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Appl Environ Microbiol. 2011 Aug 15;77(16):5755-60. doi: 10.1128/AEM.05007-11. Epub 2011 Jul 1.

Prevalence and genotypic characteristics of Clostridium difficile in a closed and integrated human and swine population.

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  • 1Department of Veterinary Integrative Biosciences, College of Veterinary Medicine and Biomedical Sciences, Texas A&M University, College Station, Texas 77843, USA.

Abstract

Recently, an apparent rise in the number of cases attributed to community-acquired Clostridium difficile infection has led researchers to explore additional sources of infection. The finding of C. difficile in food animals and retail meat has raised concern about potential food-borne and occupational exposures. The objective of this study was to compare C. difficile isolated from a closed population of healthy individuals consisting of both humans and swine in order to investigate possible food safety and occupational risks for exposure. Using a multistep enrichment isolation technique, we identified 11.8% of the human wastewater samples and 8.6% of the swine samples that were positive for C. difficile. The prevalences of C. difficile in swine production groups differed significantly (P < 0.05); however, the prevalences in the two human occupational group cohorts did not differ significantly (P = 0.81). The majority of the human and swine isolates were similar based on multiple typing methods. The similarity in C. difficile prevalence in the human group cohorts suggests a low occupational hazard, while a greatly decreased prevalence of C. difficile in later-stage swine production groups suggests a diminished risk for food-borne exposure. The similarity of strains in the two host species suggests the possibility of a common environmental source for healthy individuals in a community setting.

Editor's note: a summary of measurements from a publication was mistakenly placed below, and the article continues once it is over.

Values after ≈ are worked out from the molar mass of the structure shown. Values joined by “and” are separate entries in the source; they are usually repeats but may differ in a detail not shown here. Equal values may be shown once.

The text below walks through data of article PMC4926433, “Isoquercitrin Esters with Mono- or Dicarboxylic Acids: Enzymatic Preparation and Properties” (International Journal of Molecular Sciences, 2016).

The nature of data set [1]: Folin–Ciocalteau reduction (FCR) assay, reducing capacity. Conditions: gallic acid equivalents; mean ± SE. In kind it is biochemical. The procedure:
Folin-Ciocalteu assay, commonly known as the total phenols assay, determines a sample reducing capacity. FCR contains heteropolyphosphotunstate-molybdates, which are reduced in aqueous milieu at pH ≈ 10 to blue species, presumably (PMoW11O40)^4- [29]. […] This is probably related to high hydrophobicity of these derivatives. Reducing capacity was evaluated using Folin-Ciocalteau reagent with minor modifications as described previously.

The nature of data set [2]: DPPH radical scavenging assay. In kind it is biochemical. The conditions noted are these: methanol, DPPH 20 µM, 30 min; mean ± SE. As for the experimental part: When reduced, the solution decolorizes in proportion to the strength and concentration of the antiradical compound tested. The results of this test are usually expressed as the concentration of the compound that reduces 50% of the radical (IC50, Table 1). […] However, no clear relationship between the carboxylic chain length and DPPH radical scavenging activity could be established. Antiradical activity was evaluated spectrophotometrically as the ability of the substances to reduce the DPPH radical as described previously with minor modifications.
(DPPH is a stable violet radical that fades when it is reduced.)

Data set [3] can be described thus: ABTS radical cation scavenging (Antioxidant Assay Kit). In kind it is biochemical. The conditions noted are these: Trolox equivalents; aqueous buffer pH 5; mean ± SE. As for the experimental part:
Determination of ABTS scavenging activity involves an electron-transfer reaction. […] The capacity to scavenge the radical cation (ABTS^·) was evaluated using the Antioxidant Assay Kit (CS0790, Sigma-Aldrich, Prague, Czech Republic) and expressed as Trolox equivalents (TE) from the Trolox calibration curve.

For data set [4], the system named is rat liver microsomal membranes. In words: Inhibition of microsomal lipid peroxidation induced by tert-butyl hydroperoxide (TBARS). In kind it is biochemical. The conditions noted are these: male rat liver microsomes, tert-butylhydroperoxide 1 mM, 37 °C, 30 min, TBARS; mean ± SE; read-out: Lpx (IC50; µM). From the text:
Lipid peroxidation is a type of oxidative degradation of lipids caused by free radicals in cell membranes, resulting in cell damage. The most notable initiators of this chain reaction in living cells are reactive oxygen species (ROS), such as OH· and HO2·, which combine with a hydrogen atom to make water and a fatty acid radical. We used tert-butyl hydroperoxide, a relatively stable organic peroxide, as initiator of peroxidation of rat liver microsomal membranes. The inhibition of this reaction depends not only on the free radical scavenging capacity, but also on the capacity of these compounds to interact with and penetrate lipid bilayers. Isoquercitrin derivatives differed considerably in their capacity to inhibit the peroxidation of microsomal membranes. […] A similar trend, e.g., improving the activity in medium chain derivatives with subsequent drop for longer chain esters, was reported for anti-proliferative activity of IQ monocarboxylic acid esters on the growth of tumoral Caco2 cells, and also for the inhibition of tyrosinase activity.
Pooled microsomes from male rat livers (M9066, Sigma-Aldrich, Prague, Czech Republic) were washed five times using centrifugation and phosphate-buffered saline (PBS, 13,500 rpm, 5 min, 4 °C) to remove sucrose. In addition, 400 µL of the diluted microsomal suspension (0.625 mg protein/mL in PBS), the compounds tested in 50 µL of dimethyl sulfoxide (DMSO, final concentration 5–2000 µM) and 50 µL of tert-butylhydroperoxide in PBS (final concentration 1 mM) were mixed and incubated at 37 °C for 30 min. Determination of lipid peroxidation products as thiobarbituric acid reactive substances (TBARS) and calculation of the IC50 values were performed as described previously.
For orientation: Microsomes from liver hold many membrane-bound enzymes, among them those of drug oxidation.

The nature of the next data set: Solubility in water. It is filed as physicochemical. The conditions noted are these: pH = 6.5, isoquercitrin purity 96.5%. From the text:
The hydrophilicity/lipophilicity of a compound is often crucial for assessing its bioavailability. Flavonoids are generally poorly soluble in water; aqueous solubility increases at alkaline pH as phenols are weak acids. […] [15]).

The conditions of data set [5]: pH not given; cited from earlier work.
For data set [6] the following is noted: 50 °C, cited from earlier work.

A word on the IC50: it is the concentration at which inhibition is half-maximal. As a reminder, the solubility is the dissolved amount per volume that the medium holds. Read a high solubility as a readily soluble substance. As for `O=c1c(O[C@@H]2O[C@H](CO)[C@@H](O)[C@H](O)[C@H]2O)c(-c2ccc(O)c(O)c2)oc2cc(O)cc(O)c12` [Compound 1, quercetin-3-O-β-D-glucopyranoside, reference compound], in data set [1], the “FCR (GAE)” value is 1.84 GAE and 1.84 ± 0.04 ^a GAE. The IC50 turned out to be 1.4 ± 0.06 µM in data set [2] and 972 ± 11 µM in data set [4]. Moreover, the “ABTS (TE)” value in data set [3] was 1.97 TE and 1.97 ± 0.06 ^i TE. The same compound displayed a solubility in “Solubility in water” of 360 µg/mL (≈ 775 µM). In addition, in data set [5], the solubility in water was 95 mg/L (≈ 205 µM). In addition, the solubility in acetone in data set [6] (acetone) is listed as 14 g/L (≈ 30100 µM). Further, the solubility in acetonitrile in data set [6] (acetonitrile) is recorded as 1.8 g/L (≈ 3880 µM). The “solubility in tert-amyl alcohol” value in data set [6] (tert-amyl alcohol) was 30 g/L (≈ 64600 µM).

PMID:
21724899
[PubMed - indexed for MEDLINE]
PMCID:
PMC3165271
Free PMC Article
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